Clinical Review

Novel Psoriasis Therapies and Patient Outcomes, Part 1: Topical Medications

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In recent years, advances in our understanding of inflammatory mediators and the underlying pathogenesis of psoriasis and psoriatic arthritis have shed light on potential therapeutic targets, which has led to the development of several new promising treatments. In this article, key clinical trials, mechanisms of action, patient outcomes, and relevant safety information for these novel topical medications will be evaluated. This article is the first in a 3-part series on treatments presently in the pipeline for the management of psoriasis and psoriatic arthritis including topical agents, biologic treatments, and systemic therapies in phase 2 and phase 3 clinical trials. With novel approaches to the disease process, these therapies may afford more targeted individualized treatment regimens and offer hope to patients with psoriasis and psoriatic arthritis who have reported a suboptimal therapeutic response to conventional therapies.

Practice Points

  • ­Topical therapies are the cornerstone of treating patients with mild to moderate psoriasis. Commercially available medications approved by the US Food and Drug Administration for use in patients with psoriasis include corticosteroids, vitamin D3 analogues, calcineurin inhibitors, retinoids, anthralin, and tar-based formulations.
  • ­Recent developments in our understanding of inflammatory mediators and the underlying pathogenesis of psoriasis have revealed new potential therapeutic targets, leading to the discovery of many promising treatments.
  • ­Novel topical therapies currently in phase 2 and phase 3 clinical trials for patients with mild to moderate psoriasis may offer hope to patients who have reported a suboptimal therapeutic response to conventional treatments.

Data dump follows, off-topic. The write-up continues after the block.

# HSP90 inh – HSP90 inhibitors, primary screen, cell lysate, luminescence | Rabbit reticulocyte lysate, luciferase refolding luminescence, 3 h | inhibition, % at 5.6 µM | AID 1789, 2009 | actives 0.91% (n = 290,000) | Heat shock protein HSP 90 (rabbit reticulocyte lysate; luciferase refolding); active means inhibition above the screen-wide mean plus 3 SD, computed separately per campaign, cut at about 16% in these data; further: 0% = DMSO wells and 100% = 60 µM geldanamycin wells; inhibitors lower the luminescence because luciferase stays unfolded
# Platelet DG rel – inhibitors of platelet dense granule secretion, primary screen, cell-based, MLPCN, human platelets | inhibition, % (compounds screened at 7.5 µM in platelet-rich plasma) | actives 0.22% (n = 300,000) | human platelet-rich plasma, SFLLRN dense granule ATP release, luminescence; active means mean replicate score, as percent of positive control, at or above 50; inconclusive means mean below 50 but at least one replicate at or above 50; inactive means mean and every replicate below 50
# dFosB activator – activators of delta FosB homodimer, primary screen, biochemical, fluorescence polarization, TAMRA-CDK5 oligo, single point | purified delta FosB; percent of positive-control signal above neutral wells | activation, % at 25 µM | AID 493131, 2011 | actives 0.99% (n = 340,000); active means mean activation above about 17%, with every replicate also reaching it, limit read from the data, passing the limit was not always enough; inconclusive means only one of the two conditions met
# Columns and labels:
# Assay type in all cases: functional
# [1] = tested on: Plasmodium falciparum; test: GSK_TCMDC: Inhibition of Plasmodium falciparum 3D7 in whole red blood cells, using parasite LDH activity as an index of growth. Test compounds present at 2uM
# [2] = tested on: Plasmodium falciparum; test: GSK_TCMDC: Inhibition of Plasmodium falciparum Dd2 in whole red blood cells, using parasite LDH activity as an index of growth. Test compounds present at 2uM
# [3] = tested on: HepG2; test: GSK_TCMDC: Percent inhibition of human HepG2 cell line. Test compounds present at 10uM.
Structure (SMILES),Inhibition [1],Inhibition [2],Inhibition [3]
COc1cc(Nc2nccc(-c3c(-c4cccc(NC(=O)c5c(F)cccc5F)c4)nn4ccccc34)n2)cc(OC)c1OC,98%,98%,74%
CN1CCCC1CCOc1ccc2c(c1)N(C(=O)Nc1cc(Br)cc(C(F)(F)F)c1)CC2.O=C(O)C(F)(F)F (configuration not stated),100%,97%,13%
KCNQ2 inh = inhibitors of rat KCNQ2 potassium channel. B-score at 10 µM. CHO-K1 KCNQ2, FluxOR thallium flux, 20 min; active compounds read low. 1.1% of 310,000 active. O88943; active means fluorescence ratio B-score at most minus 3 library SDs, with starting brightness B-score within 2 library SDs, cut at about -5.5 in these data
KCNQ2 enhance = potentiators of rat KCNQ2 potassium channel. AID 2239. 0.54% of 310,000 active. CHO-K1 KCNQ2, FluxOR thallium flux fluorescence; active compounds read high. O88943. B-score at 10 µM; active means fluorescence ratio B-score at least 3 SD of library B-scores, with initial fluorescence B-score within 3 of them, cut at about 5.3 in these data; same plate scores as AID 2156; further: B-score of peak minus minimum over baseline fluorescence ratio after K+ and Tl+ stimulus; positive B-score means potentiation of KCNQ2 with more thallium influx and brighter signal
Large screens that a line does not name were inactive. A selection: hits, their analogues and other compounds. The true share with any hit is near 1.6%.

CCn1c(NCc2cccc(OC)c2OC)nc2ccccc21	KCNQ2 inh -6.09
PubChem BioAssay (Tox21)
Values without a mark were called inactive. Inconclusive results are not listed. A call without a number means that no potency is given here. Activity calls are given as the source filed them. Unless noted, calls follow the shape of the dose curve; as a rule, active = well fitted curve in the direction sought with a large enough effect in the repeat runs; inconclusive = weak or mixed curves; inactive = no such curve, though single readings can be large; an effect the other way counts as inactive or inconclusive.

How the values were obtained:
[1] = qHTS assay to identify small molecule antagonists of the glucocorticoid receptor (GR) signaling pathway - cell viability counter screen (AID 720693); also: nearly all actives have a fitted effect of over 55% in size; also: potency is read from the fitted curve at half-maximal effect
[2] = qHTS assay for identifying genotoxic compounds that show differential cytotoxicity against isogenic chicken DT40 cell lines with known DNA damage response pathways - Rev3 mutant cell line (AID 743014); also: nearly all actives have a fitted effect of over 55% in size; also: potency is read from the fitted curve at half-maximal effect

References

Topical therapies are a mainstay in the management of patients with mild to moderate psoriasis (Figure). Presently, US Food and Drug Administration–approved topical medications that are commercially available for use in patients with psoriasis include corticosteroids, vitamin D3 analogues, calcineurin inhibitors, retinoids, anthralin, and tar-based formulations.1 In recent years, research has furthered our understanding of the molecular mechanisms underlying the pathogenesis of psoriasis and has afforded the development of more targeted therapies. Novel topical medications currently in phase 2 and phase 3 clinical trials are discussed in this article, and a summary is provided in the Table.

Well-demarcated, salmon-colored, circular and polycyclic, thin plaques with micaceous scale on the back of a patient with mild to moderate psoriasis. Well-demarcated, salmon-colored, circular and polycyclic, thin plaques with micaceous scale on the back of a patient with mild to moderate psoriasis.

AN2728 (Phosphodiesterase 4 Inhibitor)

AN2728 (Anacor Pharmaceuticals, Inc) is a phosphodiesterase 4 inhibitor that blocks the inactivation of cyclic adenosine monophosphate, resulting in decreased production of inflammatory cytokines (eg, IL-6, IL-12, IL-23, tumor necrosis factor α [TNF-α]).2,3 In a randomized, double-blind, phase 2 clinical trial (N=35), 40% of patients treated with AN2728 ointment 5% reported improvement of more than 2 points in overall target plaque severity score versus 6% of patients treated with vehicle. In another randomized, double-blind, dose-response trial of 145 patients, those treated with AN2728 ointment 2% twice daily reported a 60% improvement versus 40% improvement in those treated with AN2728 ointment 0.5% once daily.3 In total, 3 phase 1 trials (registered at www.clinicaltrials.gov with the identifiers NCT01258088, NCT00762658, NCT00763204) and 4 phase 2 trials (NCT01029405, NCT00755196, NCT00759161, NCT01300052) have been completed; results were not available at the time of publication.

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New Systemic Therapies for Psoriasis

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